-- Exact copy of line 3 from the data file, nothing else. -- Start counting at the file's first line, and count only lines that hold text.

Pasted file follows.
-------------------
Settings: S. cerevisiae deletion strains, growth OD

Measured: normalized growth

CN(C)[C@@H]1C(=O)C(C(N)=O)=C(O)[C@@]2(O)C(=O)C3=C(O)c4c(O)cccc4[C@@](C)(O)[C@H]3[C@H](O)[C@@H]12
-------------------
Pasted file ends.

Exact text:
CN(C)[C@@H]1C(=O)C(C(N)=O)=C(O)[C@@]2(O)C(=O)C3=C(O)c4c(O)cccc4[C@@](C)(O)[C@H]3[C@H](O)[C@@H]12